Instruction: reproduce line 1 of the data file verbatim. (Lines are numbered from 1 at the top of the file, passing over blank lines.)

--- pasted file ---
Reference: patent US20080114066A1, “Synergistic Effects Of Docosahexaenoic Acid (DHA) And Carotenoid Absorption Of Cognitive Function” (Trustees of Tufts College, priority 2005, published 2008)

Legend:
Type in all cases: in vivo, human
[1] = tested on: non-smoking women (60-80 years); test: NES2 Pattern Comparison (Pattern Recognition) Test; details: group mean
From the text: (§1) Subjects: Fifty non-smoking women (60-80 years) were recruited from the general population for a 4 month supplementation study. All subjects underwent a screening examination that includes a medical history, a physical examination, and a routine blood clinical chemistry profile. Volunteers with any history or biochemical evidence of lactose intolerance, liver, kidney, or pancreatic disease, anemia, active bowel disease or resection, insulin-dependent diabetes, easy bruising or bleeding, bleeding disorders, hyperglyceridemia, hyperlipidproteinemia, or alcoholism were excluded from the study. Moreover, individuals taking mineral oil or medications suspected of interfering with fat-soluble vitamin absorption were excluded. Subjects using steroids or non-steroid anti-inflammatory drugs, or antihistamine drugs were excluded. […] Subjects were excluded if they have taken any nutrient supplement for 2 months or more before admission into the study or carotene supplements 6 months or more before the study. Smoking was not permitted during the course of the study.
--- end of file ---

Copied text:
Reference: patent US20080114066A1, “Synergistic Effects Of Docosahexaenoic Acid (DHA) And Carotenoid Absorption Of Cognitive Function” (Trustees of Tufts College, priority 2005, published 2008)